Banks in the U.S. have long faced criticism for failing to meet the needs of immigrant communities. Language barriers and documentation requirements are frequent problems. So are fees and minimum balance requirements that make it hard for lower-income migrants to maintain an account.
Now a newly launched challenger bank sees opportunity in the nearly 14% of U.S. residents who, according to Census Bureau estimates, were born in other countries.
The company, Majority, has been operating in stealth mode since the spring in the Nigerian community in Houston. The firm recently announced plans to expand nationally this quarter.
Majority CEO Magnus Larsson said that the app, available in English and Spanish, was designed to address key pain points that immigrants often face when they arrive in the U.S. Majority charges $5 a month for a bundle that includes a mobile phone-based bank account, unlimited remittances and international calling services. (Phone calls to certain countries will add to the cost.) CEO Magnus Larsson said that the app, which is currently available in English and Spanish, was designed to address key pain points that immigrants often face when they arrive in the U.S.
“You need a bank account. You need to be able to send money home. You need to be able to call back home,” he said.
The checking account, offered in partnership with the $563 million-asset Sutton Bank in Attica, Ohio, has no minimum balance requirement. Customers will receive a debit card and access to a nationwide network of ATMs, and they cannot rack up overdraft charges.
But a product structure that is more attractive than those typically offered by traditional banks may not be enough to sway many migrants who now rely on check cashers. A 2013 study by New York City officials found that Mexican and Ecuadorian immigrants often perceived the process of opening a bank account to be harder than it actually was.
“The disconnect between perceived barriers and reality is especially significant in the case of language and documentation, where the perception that a barrier may exist overpowers the fact that it does not,” the study found.
Larsson is hoping to make inroads by establishing an on-the-ground presence in certain cities — including New York, Chicago, Los Angeles, Washington, D.C. and Miami — that Majority plans to target. The plans include brick-and-mortar community centers, as well as a large cadre of people on the ground in immigrant communities who will tout the benefits of its product, and will get paid for referrals.
The company’s reliance on local community members has similarities to the approach being taken the California Reinvestment Coalition, which plans to launch a pilot program next year in an effort to bring more immigrants into the mainstream financial system.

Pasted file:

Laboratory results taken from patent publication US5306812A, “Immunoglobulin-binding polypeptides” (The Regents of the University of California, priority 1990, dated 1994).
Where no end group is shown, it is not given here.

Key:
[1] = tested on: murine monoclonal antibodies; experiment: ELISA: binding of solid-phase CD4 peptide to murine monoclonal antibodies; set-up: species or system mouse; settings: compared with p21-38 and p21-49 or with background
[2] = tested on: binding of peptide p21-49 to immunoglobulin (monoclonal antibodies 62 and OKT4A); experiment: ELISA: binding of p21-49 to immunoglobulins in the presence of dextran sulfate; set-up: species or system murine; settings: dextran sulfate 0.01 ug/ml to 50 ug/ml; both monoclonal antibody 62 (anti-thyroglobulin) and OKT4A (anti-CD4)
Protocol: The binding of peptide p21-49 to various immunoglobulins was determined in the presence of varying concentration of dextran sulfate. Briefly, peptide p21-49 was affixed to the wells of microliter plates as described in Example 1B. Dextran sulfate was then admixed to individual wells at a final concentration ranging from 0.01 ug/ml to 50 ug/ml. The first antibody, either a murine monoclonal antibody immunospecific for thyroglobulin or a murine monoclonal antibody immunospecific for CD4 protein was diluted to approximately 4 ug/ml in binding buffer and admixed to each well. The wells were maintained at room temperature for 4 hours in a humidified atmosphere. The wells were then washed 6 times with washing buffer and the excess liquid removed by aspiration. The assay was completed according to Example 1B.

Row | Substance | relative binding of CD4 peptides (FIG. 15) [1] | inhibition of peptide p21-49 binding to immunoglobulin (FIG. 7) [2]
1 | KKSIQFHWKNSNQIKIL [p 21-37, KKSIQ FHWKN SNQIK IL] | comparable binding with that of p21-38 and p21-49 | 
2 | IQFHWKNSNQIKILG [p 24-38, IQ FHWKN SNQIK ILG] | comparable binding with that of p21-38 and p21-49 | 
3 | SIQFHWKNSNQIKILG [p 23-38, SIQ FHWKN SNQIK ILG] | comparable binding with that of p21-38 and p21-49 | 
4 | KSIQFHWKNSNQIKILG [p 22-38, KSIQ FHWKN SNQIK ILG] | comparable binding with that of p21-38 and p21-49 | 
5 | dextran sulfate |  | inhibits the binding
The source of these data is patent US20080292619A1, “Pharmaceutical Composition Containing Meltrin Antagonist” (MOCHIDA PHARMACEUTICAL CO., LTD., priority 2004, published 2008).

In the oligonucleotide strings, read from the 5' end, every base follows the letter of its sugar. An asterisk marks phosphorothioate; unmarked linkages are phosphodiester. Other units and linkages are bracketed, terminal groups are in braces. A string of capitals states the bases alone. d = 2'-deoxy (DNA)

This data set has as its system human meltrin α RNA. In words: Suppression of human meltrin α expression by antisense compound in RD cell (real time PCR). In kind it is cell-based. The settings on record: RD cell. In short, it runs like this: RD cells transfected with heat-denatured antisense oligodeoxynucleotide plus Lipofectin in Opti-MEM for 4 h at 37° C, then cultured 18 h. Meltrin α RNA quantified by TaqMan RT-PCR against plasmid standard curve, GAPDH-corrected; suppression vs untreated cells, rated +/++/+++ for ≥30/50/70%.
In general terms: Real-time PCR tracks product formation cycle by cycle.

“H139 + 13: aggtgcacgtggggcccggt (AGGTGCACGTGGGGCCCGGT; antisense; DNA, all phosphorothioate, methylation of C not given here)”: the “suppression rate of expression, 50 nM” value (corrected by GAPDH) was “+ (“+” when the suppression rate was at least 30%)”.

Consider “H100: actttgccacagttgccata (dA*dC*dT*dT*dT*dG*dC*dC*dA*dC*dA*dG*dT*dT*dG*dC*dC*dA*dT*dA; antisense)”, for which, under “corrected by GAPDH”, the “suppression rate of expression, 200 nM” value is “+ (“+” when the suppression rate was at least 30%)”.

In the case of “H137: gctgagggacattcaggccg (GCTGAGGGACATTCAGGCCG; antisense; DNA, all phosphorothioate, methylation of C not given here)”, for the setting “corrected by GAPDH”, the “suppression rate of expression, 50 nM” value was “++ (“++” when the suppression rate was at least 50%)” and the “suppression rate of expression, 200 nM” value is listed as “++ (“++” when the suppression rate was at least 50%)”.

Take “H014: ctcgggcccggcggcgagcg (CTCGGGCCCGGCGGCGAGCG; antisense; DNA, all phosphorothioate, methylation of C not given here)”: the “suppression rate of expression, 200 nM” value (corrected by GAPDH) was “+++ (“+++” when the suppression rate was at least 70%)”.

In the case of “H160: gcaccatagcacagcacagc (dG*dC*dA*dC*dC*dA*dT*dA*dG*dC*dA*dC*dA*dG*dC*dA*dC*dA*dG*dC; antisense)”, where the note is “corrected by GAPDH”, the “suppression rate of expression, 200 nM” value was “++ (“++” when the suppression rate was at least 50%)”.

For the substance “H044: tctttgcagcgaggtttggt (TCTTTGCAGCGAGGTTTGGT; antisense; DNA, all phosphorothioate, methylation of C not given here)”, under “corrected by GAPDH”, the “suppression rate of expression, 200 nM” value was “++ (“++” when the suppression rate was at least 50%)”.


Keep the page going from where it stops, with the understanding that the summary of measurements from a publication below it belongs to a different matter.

Under that program, individuals from heavily Latino neighborhoods in South Los Angeles will be hired to promote the benefits of having a bank account.
“Giving this information through someone they trust will be much more accepted,” said Patricia Villasenor, Southern California program associate at the California Reinvestment Coalition.
Villasenor said that the idea of using promoters with ties to immigrant communities has been successful in the health care system. “What we’re doing is we’re taking this model and we’re applying it to economics and finance,” she said.
One difference between from the approach being taken by Majority is that the California Reinvestment Coalition will not be promoting any particular company’s products. The organization has been urging banks to offer overdraft-free accounts to immigrants, as well as to expand the forms of identification that they accept from prospective customers.
Larsson, who is based in Sweden, is also the CEO of Rebtel, a venture capital-funded startup that offers international calling services. He said that Majority is being funded by Rebtel.
Majority’s longer-term strategy involves providing banking services not only to immigrant communities in the U.S., but also in Canada and European countries. Monese, a London-based startup, is currently offering a bundle that includes both a debit card and remittances in the U.K.
Larsson indicated that he is interested in eventually adding a credit product in the U.S. He noted that immigrants often rely on payday loans, which he called a predatory product. According to data from the Federal Deposit Insurance Corp., roughly 36% of foreign-born noncitizens lacked access to mainstream credit in 2017, compared with 20% of foreign-born citizens and 18.5% of U.S.-born citizens.
Larsson also questioned whether other challenger banks in the U.S. are addressing real needs in their customers’ lives. Without naming specific companies, he pointed to startups that are targeting millennials and suggested that young adults already have access to adequate financial services
“I think we’re building a challenger bank for people who really need a bank,” he said.